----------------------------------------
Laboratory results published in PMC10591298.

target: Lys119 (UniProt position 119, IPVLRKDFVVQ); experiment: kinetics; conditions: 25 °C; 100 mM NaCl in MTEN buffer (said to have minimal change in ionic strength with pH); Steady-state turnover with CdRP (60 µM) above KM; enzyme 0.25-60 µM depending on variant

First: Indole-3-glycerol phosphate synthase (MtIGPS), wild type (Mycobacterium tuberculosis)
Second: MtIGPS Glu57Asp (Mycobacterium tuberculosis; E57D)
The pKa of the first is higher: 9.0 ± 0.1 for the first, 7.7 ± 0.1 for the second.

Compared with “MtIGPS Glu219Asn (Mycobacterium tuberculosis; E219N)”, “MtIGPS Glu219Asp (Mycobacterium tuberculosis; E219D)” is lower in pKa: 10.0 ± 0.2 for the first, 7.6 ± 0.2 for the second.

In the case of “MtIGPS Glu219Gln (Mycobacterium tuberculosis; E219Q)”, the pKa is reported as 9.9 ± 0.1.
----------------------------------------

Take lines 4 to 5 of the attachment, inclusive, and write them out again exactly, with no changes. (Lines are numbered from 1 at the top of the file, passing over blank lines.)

Second: MtIGPS Glu57Asp (Mycobacterium tuberculosis; E57D)
The pKa of the first is higher: 9.0 ± 0.1 for the first, 7.7 ± 0.1 for the second.